The council shares the frustration over long proceedings. One reason they’ve cited for rejecting projects is a lack of cooperation with neighborhoods.
Council members have named the 2006 Process and Procedures Stakeholders Committee report as a starting point for ideas to change the process.
The election of Paul Sturtz, representing the First Ward, could influence the council’s decisions, since Sturtz has been critical of sprawl and developments on the city’s outskirts. He has also said he will make redeveloping downtown a priority.
Are you satisfied with the way the council handles development issues?
Hundreds of union members rallied in Jefferson City on Tuesday to urge lawmakers to punish employers who hire illegal immigrants.
Guy Ott, 51, member of a St. Louis-based operating engineers union, said he has worked at several places that hire illegal immigrants, and frustration occurs when employers try to save money by hiring immigrants, whom they know will accept lower pay.
Ott also said it’s important for organized labor to remind lawmakers of their contributions as organized labor. He suggested employers be responsible for keeping a record of employees who have arrived legally in the U.S.
Both the House and Senate have passed versions of bills to crack down on illegal immigration. There has been disagreement about whether employers should use a federal database to check a worker’s immigration status.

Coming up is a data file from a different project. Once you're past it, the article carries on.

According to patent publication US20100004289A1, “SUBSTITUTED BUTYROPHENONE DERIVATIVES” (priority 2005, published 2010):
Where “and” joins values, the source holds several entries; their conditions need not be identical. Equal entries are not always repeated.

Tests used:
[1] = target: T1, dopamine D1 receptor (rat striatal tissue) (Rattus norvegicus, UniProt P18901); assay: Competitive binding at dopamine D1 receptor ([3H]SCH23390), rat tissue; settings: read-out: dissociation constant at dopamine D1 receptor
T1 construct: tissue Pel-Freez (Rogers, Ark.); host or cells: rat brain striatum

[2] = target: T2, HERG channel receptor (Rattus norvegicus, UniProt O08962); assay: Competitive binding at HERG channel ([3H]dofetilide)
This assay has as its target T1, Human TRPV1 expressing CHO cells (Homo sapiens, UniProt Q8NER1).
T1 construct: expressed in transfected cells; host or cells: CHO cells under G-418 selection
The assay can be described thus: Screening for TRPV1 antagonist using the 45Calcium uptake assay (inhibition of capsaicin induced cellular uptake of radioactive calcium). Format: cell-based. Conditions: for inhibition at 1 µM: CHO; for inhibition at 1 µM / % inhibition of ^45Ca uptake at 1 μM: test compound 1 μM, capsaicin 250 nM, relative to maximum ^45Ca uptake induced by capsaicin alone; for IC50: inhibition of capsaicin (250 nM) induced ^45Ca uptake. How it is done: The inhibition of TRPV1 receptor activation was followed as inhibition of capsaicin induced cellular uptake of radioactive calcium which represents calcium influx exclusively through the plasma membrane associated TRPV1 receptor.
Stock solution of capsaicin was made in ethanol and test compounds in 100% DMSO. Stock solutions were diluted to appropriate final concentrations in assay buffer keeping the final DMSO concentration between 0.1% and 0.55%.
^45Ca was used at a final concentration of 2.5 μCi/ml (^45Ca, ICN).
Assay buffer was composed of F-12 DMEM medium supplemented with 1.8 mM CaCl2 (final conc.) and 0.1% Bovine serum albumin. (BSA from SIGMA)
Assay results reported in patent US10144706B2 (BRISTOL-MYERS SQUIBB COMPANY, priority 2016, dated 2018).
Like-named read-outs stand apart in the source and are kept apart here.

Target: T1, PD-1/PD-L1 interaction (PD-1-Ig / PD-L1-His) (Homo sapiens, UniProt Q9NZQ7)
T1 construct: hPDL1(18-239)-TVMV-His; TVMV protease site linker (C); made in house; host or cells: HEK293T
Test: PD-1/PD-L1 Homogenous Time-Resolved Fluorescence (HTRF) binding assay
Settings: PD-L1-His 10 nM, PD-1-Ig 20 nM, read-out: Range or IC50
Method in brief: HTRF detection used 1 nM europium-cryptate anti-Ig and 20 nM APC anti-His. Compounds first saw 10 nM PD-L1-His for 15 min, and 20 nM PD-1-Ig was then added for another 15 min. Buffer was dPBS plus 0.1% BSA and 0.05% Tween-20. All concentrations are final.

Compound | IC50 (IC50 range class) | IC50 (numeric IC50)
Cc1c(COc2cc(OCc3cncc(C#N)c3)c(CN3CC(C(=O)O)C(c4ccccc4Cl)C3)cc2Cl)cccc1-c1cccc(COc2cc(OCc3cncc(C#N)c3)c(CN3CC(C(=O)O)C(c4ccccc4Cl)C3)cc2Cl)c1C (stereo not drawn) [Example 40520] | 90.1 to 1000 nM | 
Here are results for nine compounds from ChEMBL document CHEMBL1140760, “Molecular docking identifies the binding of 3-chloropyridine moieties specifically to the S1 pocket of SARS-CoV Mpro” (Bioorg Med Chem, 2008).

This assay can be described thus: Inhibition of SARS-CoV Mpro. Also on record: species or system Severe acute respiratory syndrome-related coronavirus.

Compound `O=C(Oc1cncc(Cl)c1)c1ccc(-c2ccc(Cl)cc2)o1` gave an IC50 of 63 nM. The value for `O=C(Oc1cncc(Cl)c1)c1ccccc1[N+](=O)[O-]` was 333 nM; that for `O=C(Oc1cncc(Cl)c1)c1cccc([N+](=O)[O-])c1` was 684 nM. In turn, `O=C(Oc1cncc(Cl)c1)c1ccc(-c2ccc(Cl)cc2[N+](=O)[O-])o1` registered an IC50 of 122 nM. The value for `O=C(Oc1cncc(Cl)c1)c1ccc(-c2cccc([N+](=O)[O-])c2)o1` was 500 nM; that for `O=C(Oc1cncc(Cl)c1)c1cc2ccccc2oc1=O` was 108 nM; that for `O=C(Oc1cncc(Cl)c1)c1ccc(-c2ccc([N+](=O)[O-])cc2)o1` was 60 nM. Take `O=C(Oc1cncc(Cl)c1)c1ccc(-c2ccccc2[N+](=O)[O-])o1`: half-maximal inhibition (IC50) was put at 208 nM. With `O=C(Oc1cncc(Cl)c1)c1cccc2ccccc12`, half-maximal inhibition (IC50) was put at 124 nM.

The Senate bill would not require employers to use the database, but if they are caught knowingly hiring an illegal immigrant, the business could lose its license. Businesses that unknowingly hire illegal immigrations would be required to fire the worker and begin using the database. The House has not yet debated punishment for employers.
At the rally Tuesday, Attorney General Jay Nixon, also a gubernatorial candidate, pledged to represent union interests on issues of illegal immigration.
What do you think should be the punishment if employers in Missouri are found to be hiring illegal immigrants?
Connecting to the MKT Trail
Residents of Columbia have expressed concern about a proposed path to connect South Garth Avenue to the MKT Trail. Nearby residents are concerned about the path’s aesthetics, privacy and parking.
Barbie Reid, who lives on Lathrop Road next to the proposed trail site, doesn’t like the idea of building a 10-foot wide concrete trail. However, she does support some type of trail.
“A 10-foot wide trail within a 20-foot easement seems more like a driveway than a path,” Reid said. She also is concerned that the trail will bring more traffic closer to her backyard.
The trail project is led by GetAbout Columbia, a federally funded program to encourage walking and biking in Columbia.
GetAbout Columbia’s program director, Ted Curtis, said the project is still in the initial planning stages. Federal government regulations require the trail to be at least 10 feet wide and paved with cement for wheelchair accessibility, he said.
Cement trails are more environmentally friendly than gravel, which eventually runs off into streams, Curtis said. He added that the trail will be designed to preserve strong, middle-aged trees.
Some Columbia residents choose to live near the trail because of its easy access and because of the security of being near all the activity the trail brings.
The working plan was approved by the City Council in 2006, and construction could start as early as next year.
What would be the benefits and concerns of the proposed trail?